In R. Unterman’s interpretation, דרכי שלום and the associated concepts of משום איבה and דרכיה דרכי נועם are not merely concessions, but principles for determination and modification of existing laws. That is, halacha itself is in certain circumstances defined by the overriding moral imperative to seek peace and avoid conflict and causing pain.

Do these pragmatic principles and applications of abstract values, then, more or less solve the ethical conundrums inherent in halacha as implied by R. Unterman? I am afraid not.

Still on the Books Means Still from God

As noted above, the laws remain on the books, and this includes their very unpleasant theoretical applications and philosophical underpinnings. For example, even though halakhic authorities are in agreement that nowadays we should not be killing heretics, this is only because of a legal loophole: in the best of worlds, so to speak, we should be doing just that. Are we really looking forward to the time when the shekhina (divine presence) will again be manifest so that we can allow them to die in pits? Do we hope for the reestablishment of the Sanhedrin so we can again stone Sabbath violators and wayward maidens to death? I imagine most of us would not be looking forward to such a world.

Moreover, if we affirm that the problematic verses and halakhot all come literally and directly from God to Moses, how does it help to say that we can devise sundry principles and midrashic reinterpretations to avoid having to actually carry them out. Does God want us to carry them out, at least in theory? Does God really want us to wiggle our way out of them?

Finally, we should note the limited practical effect of this kind of apologetic approach; it leaves open the possibility that one day somebody—a Baruch Goldstein or a Yigal Amir—will notice what is written, and will act upon its plain sense. Criticism will be muted, because the rabbis and yeshiva teachers themselves, have not confronted the morally problematic nature of texts and guided their students on how to handle them.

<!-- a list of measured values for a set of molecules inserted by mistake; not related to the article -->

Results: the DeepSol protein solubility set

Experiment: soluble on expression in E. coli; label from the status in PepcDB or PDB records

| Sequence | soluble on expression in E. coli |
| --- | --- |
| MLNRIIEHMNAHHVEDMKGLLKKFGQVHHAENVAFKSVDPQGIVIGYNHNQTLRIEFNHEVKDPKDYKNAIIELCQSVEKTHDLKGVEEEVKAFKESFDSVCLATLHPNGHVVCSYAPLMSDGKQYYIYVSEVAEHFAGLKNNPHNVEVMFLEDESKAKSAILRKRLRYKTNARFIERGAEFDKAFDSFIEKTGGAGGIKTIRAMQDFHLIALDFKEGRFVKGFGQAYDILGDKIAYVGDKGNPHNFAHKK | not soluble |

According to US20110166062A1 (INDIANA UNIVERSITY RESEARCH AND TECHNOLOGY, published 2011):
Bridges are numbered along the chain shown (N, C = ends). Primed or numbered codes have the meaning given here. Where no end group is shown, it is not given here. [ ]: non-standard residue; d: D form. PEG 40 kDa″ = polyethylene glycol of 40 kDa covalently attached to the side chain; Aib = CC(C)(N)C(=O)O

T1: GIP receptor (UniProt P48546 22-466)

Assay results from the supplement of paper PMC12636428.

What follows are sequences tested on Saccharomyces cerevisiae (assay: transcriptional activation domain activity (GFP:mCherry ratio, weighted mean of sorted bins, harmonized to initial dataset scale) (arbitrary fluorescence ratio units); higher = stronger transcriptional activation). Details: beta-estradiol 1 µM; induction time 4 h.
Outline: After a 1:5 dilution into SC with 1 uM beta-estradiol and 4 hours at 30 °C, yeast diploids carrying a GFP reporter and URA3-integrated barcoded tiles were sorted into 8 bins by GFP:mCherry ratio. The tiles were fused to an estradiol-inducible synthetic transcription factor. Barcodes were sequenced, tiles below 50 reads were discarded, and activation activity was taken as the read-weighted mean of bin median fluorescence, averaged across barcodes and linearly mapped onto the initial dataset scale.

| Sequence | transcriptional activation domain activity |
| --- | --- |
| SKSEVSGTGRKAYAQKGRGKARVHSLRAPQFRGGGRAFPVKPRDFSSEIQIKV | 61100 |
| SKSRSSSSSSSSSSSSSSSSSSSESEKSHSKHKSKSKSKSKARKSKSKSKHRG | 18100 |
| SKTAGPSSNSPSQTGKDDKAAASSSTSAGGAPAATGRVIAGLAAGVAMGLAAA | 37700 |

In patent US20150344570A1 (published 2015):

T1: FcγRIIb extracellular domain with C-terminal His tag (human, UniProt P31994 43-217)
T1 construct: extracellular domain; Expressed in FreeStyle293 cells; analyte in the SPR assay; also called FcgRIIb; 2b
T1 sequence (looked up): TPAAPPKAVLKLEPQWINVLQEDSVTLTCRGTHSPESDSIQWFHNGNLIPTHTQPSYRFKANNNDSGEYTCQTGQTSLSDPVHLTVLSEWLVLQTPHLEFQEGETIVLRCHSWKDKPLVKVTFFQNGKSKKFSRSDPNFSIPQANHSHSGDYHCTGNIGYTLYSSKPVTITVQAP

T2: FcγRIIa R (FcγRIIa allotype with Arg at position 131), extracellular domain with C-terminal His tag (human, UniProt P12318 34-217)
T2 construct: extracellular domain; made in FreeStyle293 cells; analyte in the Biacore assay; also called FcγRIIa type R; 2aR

These are all serious problems.

R. David Hartman – The Need for Natural Morality

Few have struggled with the moral conflict between tradition and modernity more boldly than the late R. David Hartman. In a passionate address to the Jerusalem Fellows’ Colloquium on 28 December 1995 he reflected upon the assassination of Prime Minister Yitzchak Rabin on 4 November that year by Yigal Amir, a young man raised in some of the finest Israeli religious institutions:

I am not calling for religious neutrality. I am calling for alternative passions… As a Jewish philosopher I feel this intuitively, and I know it is correct, without a posek, without a Rambam, without anything.
I am straight with you – I have no authoritative position in the tradition to validate this. What validates this is my own sense of human decency… I want to get away from needing validations, or foundational texts, in order to confirm moral intuitions. I believe that moral intuitions grow from some sort of decency…
So people ask me, “What is the foundation for your morality? What is the source of it?” I have no source, I don’t know. It is the accumulated experience of what decent people around the world have come to understand what civilized behavior is all about. I have no other source. A posek? A Shakh?[13] No. I don’t have to look at books to find out what a decent person is about …
…[T]he meaning of being a religious Jew in the modern world is to live with the risks of living with numerous vocabularies and multiple frames of reference. There is no more security.[14]

This quotation fits the model that Hartman has developed at length in numerous books and articles: a theory of “two covenants.” One, the creation covenant, was made with all humanity; it depends on some sort of innate, natural law, written in people’s hearts. The second, at Sinai, was with Israel only, and is based on a revealed code of law that supplements, rather than displaces, the innate understanding of right and wrong on which the first covenant is based. The Sinai covenant cannot supersede the creation covenant, and thus we must modify or protest any halakhot (=Sinai covenant) that contradict natural morality (=creation covenant).